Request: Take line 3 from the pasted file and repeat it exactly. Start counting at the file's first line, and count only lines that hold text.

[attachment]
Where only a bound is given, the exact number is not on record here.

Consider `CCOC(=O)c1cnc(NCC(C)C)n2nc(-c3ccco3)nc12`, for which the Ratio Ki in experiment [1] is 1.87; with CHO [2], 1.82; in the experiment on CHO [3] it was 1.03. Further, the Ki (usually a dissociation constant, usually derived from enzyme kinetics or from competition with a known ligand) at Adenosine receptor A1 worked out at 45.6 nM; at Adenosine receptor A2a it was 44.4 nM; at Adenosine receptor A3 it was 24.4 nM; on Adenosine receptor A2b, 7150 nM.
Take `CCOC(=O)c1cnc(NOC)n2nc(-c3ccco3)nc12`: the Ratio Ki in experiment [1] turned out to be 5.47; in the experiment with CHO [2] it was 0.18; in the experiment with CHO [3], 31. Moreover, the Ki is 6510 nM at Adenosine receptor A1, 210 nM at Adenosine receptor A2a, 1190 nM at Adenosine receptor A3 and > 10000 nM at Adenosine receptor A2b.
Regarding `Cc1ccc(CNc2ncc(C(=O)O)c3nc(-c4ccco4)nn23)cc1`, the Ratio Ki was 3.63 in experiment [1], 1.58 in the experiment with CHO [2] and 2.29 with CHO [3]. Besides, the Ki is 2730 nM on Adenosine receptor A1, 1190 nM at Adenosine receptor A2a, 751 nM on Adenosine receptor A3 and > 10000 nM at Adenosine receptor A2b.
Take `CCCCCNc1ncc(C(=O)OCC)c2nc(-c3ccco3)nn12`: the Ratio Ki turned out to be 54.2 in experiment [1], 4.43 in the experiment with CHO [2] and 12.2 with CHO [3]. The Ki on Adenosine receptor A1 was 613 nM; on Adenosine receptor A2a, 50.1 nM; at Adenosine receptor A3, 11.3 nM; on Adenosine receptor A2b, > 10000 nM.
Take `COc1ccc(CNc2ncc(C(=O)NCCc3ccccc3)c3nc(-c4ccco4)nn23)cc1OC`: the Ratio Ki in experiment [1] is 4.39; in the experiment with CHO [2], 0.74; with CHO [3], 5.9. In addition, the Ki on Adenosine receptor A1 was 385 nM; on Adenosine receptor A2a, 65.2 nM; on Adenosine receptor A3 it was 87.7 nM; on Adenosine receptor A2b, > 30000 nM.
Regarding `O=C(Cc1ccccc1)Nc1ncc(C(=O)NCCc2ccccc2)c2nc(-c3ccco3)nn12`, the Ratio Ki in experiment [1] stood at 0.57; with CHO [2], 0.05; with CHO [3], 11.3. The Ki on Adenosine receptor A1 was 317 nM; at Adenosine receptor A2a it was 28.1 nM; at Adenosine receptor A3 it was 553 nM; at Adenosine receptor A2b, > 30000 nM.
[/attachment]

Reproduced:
Take `CCOC(=O)c1cnc(NOC)n2nc(-c3ccco3)nc12`: the Ratio Ki in experiment [1] turned out to be 5.47; in the experiment with CHO [2] it was 0.18; in the experiment with CHO [3], 31. Moreover, the Ki is 6510 nM at Adenosine receptor A1, 210 nM at Adenosine receptor A2a, 1190 nM at Adenosine receptor A3 and > 10000 nM at Adenosine receptor A2b.